The altar

Part of the temple that God showed Ezekiel included an altar.
God had specific measurements for it,

“These are the measurements of the altar in cubits (the cubit is one cubit and a handbreadth): the base one cubit high and one cubit wide, with a rim all around its edge of one span. This is the height of the altar: from the base on the ground to the lower ledge, two cubits; the width of the ledge, one cubit; from the smaller ledge to the larger ledge, four cubits; and the width of the ledge, one cubit. The altar hearth is four cubits high, with four horns extending upward from the hearth. The altar hearth is twelve cubits long, twelve wide, square at its four corners; the ledge, fourteen cubits long and fourteen wide on its four sides, with a rim of half a cubit around it; its base, one cubit all around; and its steps face toward the east” (Ezekiel 43:13–17).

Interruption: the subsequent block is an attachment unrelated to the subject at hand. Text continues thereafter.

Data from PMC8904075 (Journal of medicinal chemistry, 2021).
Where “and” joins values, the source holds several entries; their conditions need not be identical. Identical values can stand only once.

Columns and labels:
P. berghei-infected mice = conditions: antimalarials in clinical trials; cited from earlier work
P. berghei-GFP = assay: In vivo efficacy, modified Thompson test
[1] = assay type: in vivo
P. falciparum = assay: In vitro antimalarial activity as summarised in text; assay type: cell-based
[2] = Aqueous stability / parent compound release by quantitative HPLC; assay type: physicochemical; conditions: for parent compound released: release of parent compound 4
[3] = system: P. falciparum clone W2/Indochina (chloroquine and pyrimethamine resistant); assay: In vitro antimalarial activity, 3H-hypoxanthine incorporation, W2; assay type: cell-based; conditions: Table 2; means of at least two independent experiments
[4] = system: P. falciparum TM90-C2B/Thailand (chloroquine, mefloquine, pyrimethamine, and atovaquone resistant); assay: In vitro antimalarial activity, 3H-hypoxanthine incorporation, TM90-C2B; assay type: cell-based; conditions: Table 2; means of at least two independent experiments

As you read that passage, you learned right away that the cubit you read of was the standard cubit (believed to be a minimum of 18 inches, the measurement from a man’s elbow to the tip of his middle finger), plus a handbreadth (which would be 9 inches, the measurement from the tip of a man’s thumb to his pinkie with his hand stretched out). Thus it measured at least 27 inches.

Does it surprise you that the God of creation wanted everything done precisely? It does not surprise me, because He is that way with everything in creation, and in the Scriptures.

Let us worship and honor the God of precision, for by His demand for preciseness we live.

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Don Ruhl

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